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without getting rid of or at least amending the filibuster in the senate? >> i think that's very difficult to -- i mean, you've seen how the battle lines have been drawn. you have all 50 republicans who stood against this motion to proceed forward a few weeks back on this important bill. so that means democrats have to assemble themselves, have this very important conversation about how to change the rules to make sure that when it comes to something as fundamental as our democracy, we can achieve these changes with a simple up or down majority vote. >> republicans are uniformly opposed to the legislation saying it is federal overreach. that it's a partisan power grab. here's a sample of the criticism from some moderate republicans. >> s-1 would take away the rights of people in each of the 50 states to determine which election rules work best for
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their citizens. this is a bill that was introduced to enhance partisan messaging, not to enhance participation in our elections. you have the federal overall oversight. it ends up being a one size fits all mandate coming out of washington d.c. that in many cases doesn't work in a place like alaska. >> and senator pat toomey from the state where president biden is making the push for voting rights tweeted this. s-1 is a power grab that could nullify state voter i.d. laws, mandate public funding of political campaigns and transform the federal election commission into a partisan body empowered to limit free speech. this is a bad bill, he wrote. are they wrong? >> i think they are wrong. the fact of the matter is this is about the power of the american people, whether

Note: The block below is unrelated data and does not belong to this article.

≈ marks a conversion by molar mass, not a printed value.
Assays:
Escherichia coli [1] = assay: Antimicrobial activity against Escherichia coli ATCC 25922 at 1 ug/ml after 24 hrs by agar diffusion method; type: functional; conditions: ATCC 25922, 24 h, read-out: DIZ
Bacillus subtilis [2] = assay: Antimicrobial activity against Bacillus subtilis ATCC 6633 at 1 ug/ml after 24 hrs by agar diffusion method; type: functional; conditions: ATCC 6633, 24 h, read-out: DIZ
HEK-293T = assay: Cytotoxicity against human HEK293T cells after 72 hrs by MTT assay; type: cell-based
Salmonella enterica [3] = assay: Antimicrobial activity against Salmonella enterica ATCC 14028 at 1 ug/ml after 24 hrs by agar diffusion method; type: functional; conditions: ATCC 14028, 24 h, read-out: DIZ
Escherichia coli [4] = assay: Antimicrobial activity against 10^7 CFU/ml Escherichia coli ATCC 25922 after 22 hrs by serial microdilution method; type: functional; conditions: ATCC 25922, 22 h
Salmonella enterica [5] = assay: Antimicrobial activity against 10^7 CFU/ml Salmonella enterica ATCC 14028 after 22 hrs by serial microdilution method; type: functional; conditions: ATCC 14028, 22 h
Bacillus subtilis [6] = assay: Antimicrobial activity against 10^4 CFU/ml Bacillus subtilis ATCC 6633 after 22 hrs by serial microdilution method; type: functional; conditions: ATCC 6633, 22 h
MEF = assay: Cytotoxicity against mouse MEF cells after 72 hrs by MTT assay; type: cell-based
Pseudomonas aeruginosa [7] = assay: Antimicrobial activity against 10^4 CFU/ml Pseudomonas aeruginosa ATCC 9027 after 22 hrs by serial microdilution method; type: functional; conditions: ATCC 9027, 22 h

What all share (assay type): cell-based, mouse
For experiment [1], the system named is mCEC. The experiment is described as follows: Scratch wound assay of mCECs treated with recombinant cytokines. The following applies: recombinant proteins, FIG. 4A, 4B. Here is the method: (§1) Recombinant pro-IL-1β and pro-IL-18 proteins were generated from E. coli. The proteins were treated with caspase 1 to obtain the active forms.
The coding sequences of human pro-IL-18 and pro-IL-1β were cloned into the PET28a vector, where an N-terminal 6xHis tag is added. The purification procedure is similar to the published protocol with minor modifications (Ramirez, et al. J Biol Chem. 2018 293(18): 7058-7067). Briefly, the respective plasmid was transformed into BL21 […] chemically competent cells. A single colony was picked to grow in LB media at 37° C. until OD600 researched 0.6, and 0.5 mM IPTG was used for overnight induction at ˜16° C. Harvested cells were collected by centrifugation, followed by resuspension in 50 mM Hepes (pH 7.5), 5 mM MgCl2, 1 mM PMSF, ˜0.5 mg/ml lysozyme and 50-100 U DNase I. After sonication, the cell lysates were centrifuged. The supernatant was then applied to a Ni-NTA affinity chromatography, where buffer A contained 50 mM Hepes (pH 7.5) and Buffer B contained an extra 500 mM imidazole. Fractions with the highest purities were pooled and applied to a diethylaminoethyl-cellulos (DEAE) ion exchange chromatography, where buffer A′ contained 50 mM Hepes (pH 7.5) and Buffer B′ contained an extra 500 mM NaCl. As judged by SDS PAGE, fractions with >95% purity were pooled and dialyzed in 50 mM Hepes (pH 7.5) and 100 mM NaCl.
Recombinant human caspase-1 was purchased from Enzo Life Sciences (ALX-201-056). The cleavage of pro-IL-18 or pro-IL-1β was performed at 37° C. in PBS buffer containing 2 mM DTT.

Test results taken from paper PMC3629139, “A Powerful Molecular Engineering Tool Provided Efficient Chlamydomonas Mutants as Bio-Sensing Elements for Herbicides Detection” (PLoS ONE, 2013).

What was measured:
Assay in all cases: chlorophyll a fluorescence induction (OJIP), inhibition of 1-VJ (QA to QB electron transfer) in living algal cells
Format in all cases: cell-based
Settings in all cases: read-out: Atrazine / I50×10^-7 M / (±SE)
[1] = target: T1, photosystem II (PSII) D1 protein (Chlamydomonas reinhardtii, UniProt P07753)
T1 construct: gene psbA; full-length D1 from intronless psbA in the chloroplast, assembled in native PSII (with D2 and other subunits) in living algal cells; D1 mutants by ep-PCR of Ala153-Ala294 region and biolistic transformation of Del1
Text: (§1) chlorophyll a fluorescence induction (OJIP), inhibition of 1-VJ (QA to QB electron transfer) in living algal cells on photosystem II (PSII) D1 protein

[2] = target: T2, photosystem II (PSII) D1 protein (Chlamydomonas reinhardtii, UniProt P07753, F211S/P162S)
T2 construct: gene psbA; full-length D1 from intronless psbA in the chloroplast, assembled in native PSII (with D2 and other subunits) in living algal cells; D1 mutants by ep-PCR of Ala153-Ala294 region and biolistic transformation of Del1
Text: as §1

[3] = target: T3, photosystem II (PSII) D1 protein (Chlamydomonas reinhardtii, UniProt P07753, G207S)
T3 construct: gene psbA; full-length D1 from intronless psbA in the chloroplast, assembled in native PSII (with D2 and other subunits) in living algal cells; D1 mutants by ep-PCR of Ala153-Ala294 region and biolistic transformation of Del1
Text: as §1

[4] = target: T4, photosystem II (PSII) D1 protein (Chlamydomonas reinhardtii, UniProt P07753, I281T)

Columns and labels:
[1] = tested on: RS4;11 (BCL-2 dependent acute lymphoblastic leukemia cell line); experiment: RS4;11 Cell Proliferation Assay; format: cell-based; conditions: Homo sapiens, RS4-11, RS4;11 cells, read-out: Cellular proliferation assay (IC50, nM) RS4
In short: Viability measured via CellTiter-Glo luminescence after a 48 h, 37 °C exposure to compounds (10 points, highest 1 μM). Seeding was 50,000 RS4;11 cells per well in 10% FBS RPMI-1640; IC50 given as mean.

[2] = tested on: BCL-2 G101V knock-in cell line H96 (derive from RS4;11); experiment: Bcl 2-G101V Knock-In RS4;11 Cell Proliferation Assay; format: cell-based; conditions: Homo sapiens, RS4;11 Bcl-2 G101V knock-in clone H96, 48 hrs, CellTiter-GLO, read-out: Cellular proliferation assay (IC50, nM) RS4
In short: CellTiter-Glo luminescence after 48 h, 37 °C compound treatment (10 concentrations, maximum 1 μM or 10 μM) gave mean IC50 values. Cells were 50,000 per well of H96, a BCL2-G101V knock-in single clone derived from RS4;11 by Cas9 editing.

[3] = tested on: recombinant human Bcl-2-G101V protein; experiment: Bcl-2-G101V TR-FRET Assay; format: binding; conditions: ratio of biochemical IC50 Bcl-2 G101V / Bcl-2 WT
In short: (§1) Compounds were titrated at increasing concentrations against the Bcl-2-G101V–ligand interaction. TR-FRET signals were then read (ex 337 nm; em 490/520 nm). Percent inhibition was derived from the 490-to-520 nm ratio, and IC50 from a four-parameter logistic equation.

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independents or democrats or republicans. they want to access the ballot box in a convenient and straightforward way every two years. that's what we're trying to deliver to them. and this bill would set broad standards across the country for how people can get registered and can access the ballot box, but it would definitely respect local election officials and the opportunity for states to develop their own way of reaching those standards. so this is not a power grabby any particular party. this is really the american people stepping up and saying we want to see our power reflected in the way elections are conducted across the country, and our power here means republicans, independents, democrats, citizens from all across this country who want to be able to exercise their fundamental right to vote in america without having to run an obstacle course every two years. that's all we're trying to achieve, and like i say, it's why there's nothing in this bill that's controversial. the only controversy is that